Flow in a Ventricular Assist Device - Pump Performance & Blood Damage Prediction
Application Area 7: Biomedical Flows
Application Challenge AC7-03
Heart failure is a cardiovascular disease, which affects millions of people worldwide. If the heart failure is too severe, a heart transplantation is the gold standard for treatment. Unfortunately, a significant shortage of donor hearts exists worldwide. A technical solution to overcome this gap between demand and availability are Ventricular Assist Devices (VADs). The VADs are almost always implanted within the body of the patient and assist the weak heart by creating the needed pressure to sufficiently supply the circulatory systems.
The device must be designed in such a way that the VAD's operating range can maintain the blood flow in the circulatory system. For this purpose, a defined pressure head must be built up at a certain blood flow rate . Whether a VAD design meets these fluid mechanical requirements can be checked by flow simulations in the pre-clinical evaluation. Furthermore, a VAD must be designed for highest hemocompatibility, which means that the blood components in the flow are not damaged due to non-physiological flow conditions. This can be checked by analysing the fluid dynamical stresses through flow simulations feeding them into a numerical blood damage prediction model (yielding the hemodynamical parameters as described later).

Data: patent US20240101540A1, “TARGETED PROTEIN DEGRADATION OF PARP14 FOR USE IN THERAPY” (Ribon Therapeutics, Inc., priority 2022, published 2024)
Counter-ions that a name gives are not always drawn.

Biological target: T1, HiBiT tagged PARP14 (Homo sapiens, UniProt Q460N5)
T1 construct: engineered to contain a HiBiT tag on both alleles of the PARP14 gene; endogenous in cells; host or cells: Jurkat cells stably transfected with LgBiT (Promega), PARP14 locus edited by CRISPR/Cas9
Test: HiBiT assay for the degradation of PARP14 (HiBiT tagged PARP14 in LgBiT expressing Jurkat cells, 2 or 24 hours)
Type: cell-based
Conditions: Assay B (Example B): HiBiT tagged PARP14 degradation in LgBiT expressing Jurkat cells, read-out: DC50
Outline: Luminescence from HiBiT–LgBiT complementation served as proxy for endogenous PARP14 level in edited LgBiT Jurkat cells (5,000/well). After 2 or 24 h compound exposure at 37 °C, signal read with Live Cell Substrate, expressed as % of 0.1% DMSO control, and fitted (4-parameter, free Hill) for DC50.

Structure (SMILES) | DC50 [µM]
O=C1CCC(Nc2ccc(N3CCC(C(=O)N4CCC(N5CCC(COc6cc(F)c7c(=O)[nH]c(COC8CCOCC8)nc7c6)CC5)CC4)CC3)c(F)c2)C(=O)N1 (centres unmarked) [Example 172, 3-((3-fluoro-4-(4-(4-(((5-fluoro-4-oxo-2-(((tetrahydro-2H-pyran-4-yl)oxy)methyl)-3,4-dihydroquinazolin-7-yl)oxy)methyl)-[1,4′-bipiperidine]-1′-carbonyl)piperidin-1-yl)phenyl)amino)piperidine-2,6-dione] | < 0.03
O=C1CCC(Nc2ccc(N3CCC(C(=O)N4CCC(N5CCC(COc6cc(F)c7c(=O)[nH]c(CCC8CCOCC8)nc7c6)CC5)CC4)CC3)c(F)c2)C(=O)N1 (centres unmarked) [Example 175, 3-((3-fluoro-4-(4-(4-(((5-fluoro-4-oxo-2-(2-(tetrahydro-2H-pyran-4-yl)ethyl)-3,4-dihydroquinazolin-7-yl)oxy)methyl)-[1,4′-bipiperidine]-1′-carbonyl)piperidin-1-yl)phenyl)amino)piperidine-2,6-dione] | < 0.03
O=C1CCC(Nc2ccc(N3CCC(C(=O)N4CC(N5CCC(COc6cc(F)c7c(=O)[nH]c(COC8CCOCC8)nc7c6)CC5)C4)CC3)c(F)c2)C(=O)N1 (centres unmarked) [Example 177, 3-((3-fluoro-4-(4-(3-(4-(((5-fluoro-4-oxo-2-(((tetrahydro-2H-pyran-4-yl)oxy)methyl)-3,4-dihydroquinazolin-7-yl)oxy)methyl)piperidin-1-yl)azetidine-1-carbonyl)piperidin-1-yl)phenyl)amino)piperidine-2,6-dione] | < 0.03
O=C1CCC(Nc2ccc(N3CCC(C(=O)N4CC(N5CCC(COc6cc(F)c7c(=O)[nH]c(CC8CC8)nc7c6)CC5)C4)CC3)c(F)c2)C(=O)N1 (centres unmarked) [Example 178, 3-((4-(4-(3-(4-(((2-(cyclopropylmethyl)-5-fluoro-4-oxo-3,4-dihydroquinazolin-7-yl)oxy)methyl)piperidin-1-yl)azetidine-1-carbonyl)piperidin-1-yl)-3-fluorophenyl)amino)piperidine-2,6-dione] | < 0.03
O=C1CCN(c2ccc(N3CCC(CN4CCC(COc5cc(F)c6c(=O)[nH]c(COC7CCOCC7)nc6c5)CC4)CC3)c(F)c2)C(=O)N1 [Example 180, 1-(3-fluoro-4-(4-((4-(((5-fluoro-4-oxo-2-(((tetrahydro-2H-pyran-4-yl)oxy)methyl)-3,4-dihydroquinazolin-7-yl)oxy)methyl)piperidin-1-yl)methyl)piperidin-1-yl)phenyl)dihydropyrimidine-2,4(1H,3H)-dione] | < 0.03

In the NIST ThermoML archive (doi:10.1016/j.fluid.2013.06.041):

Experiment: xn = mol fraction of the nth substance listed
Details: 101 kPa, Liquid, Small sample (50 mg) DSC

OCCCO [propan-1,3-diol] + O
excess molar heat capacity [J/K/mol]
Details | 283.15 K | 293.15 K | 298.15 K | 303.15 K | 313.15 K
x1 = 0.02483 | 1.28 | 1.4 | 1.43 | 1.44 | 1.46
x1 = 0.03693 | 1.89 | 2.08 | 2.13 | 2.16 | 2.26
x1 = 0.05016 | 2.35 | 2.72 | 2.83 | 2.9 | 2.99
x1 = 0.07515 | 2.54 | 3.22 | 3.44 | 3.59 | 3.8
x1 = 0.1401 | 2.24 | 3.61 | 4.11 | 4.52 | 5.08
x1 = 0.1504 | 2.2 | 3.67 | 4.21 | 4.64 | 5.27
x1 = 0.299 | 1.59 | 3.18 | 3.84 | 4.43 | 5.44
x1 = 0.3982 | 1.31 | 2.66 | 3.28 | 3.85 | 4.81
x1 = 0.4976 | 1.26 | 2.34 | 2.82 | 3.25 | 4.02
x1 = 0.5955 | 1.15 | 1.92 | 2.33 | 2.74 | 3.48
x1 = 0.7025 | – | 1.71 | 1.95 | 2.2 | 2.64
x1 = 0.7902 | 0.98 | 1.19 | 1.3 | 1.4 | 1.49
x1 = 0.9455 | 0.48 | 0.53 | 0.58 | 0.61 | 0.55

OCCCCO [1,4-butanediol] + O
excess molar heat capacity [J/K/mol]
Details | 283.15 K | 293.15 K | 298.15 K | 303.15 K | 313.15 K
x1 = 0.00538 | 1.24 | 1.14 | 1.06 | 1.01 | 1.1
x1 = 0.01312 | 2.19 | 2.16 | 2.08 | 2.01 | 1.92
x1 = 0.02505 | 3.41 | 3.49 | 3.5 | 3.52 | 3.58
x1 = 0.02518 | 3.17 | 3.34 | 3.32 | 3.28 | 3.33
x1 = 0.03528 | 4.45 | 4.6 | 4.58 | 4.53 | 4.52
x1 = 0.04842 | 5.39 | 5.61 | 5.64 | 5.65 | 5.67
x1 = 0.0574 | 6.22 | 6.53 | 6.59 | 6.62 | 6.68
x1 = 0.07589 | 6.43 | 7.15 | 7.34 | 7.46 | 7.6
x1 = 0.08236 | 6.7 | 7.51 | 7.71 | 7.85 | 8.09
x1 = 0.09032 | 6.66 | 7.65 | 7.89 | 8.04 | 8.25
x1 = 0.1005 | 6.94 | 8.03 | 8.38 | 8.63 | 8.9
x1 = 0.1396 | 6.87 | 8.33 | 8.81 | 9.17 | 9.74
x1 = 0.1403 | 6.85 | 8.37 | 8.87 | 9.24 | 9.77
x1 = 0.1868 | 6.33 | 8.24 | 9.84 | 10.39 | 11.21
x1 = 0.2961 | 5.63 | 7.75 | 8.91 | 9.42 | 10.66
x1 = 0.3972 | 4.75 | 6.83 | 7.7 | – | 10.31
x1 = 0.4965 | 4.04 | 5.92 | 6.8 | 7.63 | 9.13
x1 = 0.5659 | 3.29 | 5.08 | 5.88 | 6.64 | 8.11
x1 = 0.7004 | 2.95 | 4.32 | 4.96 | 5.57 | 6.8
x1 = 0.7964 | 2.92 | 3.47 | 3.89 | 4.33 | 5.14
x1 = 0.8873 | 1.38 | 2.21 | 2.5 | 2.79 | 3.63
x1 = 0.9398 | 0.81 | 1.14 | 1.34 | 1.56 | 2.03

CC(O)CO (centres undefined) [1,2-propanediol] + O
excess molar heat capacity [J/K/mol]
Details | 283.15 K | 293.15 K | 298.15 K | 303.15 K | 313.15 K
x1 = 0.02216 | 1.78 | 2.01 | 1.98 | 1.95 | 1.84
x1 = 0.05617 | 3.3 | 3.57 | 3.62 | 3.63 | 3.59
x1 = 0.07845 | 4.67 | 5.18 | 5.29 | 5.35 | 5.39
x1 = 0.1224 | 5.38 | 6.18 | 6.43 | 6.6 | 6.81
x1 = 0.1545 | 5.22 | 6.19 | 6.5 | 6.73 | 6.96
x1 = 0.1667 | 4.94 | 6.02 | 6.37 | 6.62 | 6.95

In this context, the present ERCOFTAC KB Wiki entry examines the flow field in a VAD computed by flow simulations. A highly turbulence-resolving large-eddy simulation (LES) is compared as a reference with an unsteady Reynolds-averaged Navier-Stokes simulation (URANS) using a --SST turbulence model (standard simulation setup by industry for VAD simulations). First, the performed simulations are validated using the experimentally determined pressure heads. Afterwards, the results of both simulation methods are compared with respect to the computed fluid mechanical and hemodynamical parameters. In particular, the question to what extent URANS can reproduce the fluid mechanical parameters (head, efficiency) and hemodynamical parameters (shear stresses and blood damage predictions) compared to the reference LES shall be answered.
Contributed by: Benjamin Torner — University of Rostock, Germany
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